The Sale of Oatlands - 4 August 1846

We have to hold up our metaphorical hand and admit that we are currently rather confused by this sale as we have not yet discovered enough information to be able to say exactly what happened.

What we have to work with at the moment consists of the entries in the auctioneer's day book for the auction and a single photocopied sheet showing the location of two of the lots on offer. From those and what know of the other auctions, it is possible to infer certain things and draw certain conclusions - but we would much rather have supportable facts.

There were fifteen lots on offer and these were sold as follows:

Lot Purchaser Lot Price Timber Total Paid
1 Thomas Collier £2,500 £35 £2,852
2 James Watts Peppercorne See Lot 14    
3 William Chapman Hewitson £1,350 £131 £1,511
4 James Watts Peppercorne See Lot 14    
5 James Watts Peppercorne See Lot 14    
8 James Watts Peppercorne See Lot 14    
10 John Cox      
11 Richard Mathews      
12 William G Lyle      
13 John Cox      
14 James Watts Peppercorne £6,660 £1,562 £8,222
15 Joseph Ball £260 £57 £317

1846 Sale 2 - Partial PlanJames Watts Peppercorne's total for his purchases was far too low to have included the Oatlands Mansion and, almost certainly, that would have been the first and 'prime' lot of any sale. Therefore it is reaonable to conclude that he had acquired the mansion between the first sale in May 1846 and this one, by means of a private deal.

We know that William Chapman Hewitson lived at "Oatlands", one of the 'big three' houses along the banks of the Broadwater, from about 1848 so that means that Lot 3 (the lot shown on the left of the plan) of this sale equates to the bought-in Lot 37 of the first sale. The land was conveyed on the 17th of April 1847 and comprised "11a  2r, including 1a 3r and 2p covered with water and being part of a lake known as the Broadwater Lake.". As the land included part of the Broadwater Lake, it actually comprised  Lot 37 plus part of the original Lot 1 from the May sale - meaning that when James Watts Peppercorne purchased the mansion, he did not buy all of the original land area being offered.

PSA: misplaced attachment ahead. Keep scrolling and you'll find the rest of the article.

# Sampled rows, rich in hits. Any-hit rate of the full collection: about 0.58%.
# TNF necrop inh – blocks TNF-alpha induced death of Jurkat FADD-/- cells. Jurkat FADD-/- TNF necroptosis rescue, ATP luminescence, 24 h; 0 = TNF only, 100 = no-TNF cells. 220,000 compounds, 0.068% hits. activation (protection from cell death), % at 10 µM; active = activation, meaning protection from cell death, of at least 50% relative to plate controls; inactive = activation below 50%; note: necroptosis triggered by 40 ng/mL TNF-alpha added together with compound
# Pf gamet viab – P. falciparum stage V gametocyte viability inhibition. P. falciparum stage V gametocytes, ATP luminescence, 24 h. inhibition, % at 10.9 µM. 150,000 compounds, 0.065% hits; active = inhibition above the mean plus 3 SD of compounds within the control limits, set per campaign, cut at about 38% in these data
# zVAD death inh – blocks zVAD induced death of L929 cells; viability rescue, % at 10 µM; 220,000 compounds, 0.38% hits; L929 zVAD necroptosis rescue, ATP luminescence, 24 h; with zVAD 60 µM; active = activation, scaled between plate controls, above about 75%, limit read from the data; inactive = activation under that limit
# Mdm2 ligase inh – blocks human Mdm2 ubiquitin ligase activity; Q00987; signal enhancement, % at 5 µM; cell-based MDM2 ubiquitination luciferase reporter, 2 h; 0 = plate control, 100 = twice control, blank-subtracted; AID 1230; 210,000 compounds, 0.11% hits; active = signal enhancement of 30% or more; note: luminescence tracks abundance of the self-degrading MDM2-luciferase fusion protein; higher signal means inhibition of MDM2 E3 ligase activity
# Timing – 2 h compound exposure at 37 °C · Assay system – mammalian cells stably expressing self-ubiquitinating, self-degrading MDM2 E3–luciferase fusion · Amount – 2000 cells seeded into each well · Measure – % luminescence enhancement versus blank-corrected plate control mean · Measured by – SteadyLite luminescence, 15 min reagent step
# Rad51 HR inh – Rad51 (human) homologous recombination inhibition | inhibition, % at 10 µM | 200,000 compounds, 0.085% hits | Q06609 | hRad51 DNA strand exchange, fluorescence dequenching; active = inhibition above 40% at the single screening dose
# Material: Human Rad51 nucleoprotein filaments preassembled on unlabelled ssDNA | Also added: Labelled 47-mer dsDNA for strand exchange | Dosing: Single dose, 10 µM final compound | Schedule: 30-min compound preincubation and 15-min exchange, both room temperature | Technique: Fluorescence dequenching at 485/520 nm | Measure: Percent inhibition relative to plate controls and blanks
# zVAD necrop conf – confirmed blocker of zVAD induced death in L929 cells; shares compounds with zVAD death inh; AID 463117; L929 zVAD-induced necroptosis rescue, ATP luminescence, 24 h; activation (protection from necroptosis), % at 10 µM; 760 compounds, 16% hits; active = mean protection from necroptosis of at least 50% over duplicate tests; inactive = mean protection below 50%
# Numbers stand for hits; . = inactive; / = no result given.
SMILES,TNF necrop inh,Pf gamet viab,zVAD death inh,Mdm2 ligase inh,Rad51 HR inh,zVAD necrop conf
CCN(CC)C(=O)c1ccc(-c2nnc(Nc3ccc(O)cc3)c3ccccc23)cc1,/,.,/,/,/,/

The more astute reader will have spotted that the total for Hewitson's purchase does not equal the "Lot Price" plus the "Timber Price". According to the auctioneer's day book, he paid an extra £30 for the "Inigo Jones Gate" - this was the oramental gateway after which the Flint Gate pub (now The Alexander) and the old Flint Gate Cottages in Vale Road were named.

Joseph Ball's purchase, Lot 15, was close to the Walton end of Oatlands Drive as shown on the partial plan and that was . This appears to be Lot 47 in the May Sale although that is shown as having been purchased by Thomas Wontner - so that has us confused. The land was later transferred to Charles Anderson. and, some time later, the house built upon the site was named "Springfield".

Until we can locate the 'missing' parts of the plan to work out what each of the lots actually was - and discover what was happening with those that are shown as having been sold but have no value entered against them - we cannot add much more to this.

But we will eventually...
divider-genericWilliam Chapman Hewitson was an eminent British Naturalist. The house was later renamed "Oatlands Mere" when purchased by Mrs Alice Stephenson, following Hewitson's death in May 1878.